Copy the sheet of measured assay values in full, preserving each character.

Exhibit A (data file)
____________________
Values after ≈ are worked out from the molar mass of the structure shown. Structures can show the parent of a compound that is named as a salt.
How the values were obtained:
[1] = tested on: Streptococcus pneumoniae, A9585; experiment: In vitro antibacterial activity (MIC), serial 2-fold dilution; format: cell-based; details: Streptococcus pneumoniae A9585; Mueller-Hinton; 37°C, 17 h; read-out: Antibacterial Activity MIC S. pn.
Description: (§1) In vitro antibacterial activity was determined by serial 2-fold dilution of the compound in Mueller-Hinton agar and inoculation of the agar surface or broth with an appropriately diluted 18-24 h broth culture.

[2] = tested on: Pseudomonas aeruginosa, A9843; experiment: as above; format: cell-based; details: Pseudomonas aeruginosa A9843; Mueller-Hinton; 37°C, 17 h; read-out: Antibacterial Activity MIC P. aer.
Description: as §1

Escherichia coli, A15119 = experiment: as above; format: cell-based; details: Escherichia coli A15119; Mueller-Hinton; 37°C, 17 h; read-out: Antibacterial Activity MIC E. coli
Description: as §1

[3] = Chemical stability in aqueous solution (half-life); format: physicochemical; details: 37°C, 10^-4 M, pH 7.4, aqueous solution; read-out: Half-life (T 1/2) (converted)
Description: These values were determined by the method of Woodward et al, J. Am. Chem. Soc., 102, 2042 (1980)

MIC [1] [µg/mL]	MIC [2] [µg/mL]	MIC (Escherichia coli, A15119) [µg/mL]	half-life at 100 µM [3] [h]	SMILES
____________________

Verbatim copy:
Values after ≈ are worked out from the molar mass of the structure shown. Structures can show the parent of a compound that is named as a salt.
How the values were obtained:
[1] = tested on: Streptococcus pneumoniae, A9585; experiment: In vitro antibacterial activity (MIC), serial 2-fold dilution; format: cell-based; details: Streptococcus pneumoniae A9585; Mueller-Hinton; 37°C, 17 h; read-out: Antibacterial Activity MIC S. pn.
Description: (§1) In vitro antibacterial activity was determined by serial 2-fold dilution of the compound in Mueller-Hinton agar and inoculation of the agar surface or broth with an appropriately diluted 18-24 h broth culture.

[2] = tested on: Pseudomonas aeruginosa, A9843; experiment: as above; format: cell-based; details: Pseudomonas aeruginosa A9843; Mueller-Hinton; 37°C, 17 h; read-out: Antibacterial Activity MIC P. aer.
Description: as §1

Escherichia coli, A15119 = experiment: as above; format: cell-based; details: Escherichia coli A15119; Mueller-Hinton; 37°C, 17 h; read-out: Antibacterial Activity MIC E. coli
Description: as §1

[3] = Chemical stability in aqueous solution (half-life); format: physicochemical; details: 37°C, 10^-4 M, pH 7.4, aqueous solution; read-out: Half-life (T 1/2) (converted)
Description: These values were determined by the method of Woodward et al, J. Am. Chem. Soc., 102, 2042 (1980)

MIC [1] [µg/mL]	MIC [2] [µg/mL]	MIC (Escherichia coli, A15119) [µg/mL]	half-life at 100 µM [3] [h]	SMILES